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Classroom Swamp

Because my classroom air conditioner isn’t working, I’ve been thinking about alternative cooling methods. I got some fans of course, but someone mentioned swamp coolers in passing, and that got me interested. I decided to research them a little.

The basic idea is that you get a fan to blow through something wet. The water changes state from liquid to vapor. Changing state requires heat energy, which the water gets from the air. With less heat energy in it, the air not only feels cooler, it actually IS cooler.

Swamp coolers require continuously circulating water, which requires a water pump. I decided to Lauren it. I got an air conditioner filter, cut it into a couple of pieces, and poured some water on it with a cup.

The trash bag is to catch the excess water.

The trash bag is to catch the excess water.

It didn’t seem to feel any cooler than a non-filter fan when I put them side-by-side. I think maybe the continuously running water may be a requirement. Alternately, I could have been too humid yesterday. If there is already a lot of water in the air, it seems like not much more would vaporize in a swamp cooler.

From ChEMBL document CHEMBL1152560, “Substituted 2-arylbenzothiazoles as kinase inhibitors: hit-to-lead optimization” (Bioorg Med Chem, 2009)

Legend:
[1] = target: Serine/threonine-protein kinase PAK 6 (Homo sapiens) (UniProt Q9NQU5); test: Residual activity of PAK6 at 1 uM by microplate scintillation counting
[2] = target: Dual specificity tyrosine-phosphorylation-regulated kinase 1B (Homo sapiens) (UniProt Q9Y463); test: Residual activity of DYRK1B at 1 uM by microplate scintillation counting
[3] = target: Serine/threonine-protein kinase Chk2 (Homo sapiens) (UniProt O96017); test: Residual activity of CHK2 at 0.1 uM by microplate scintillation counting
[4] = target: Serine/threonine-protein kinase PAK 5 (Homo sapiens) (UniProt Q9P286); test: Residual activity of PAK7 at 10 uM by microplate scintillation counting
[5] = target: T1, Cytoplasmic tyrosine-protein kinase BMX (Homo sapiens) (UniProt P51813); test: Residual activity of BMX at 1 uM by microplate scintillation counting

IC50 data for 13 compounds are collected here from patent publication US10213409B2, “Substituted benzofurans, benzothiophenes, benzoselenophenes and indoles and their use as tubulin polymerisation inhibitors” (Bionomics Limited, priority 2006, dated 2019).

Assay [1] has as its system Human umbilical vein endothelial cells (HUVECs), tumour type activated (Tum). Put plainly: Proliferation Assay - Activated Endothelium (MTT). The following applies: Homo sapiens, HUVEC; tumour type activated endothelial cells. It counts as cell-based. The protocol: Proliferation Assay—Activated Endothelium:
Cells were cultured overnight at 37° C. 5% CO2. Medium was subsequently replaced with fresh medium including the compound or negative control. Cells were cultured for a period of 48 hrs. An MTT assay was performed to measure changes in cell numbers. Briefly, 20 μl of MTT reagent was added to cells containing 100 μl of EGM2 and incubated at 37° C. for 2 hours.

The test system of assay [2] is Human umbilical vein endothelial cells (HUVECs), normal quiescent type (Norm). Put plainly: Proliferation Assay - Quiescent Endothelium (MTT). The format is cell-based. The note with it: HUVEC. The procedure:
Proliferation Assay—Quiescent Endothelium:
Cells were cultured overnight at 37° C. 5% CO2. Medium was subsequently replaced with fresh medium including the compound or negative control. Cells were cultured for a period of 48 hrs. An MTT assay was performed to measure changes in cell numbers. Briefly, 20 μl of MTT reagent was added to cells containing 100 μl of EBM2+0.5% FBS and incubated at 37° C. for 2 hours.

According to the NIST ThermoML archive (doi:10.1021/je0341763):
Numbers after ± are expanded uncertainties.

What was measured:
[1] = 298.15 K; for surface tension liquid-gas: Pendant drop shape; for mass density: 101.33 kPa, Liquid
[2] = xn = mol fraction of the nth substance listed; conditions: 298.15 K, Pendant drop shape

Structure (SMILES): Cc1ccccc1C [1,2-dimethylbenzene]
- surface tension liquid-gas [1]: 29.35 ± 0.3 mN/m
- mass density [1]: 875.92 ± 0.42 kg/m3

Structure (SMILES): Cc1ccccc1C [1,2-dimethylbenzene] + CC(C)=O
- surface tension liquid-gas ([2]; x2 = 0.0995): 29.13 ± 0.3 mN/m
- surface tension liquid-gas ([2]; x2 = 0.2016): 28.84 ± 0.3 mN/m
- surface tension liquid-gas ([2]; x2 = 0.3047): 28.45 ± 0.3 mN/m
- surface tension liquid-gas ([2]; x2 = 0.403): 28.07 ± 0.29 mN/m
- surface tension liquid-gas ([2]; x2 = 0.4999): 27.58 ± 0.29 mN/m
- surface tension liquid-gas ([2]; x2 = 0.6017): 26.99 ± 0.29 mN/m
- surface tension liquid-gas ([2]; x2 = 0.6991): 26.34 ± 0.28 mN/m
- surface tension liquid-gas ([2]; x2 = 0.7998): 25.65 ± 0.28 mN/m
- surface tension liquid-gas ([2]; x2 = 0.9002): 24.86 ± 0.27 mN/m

I think this might require more testing…


  1. Deborah

    They have those in Utah where it is very dry. They only work in very low humidity, so I doubt they’ll work for you. But it is a wonderful and cheap way to cool in that environment.

  2. Lauren

    I am so proud of you. Both for making a prototype and for using my name as a verb. (wipes away single tear)

    Deborah’s right. Those worked in Colorado (when I was little) but are not as effective in our 100% humidity (feels like it) Nebraska. We’ve tried forcing all the air out of the building at night – that’s what the attic fan was for – but in the cooler night temps. I look forward to hearing your results!!

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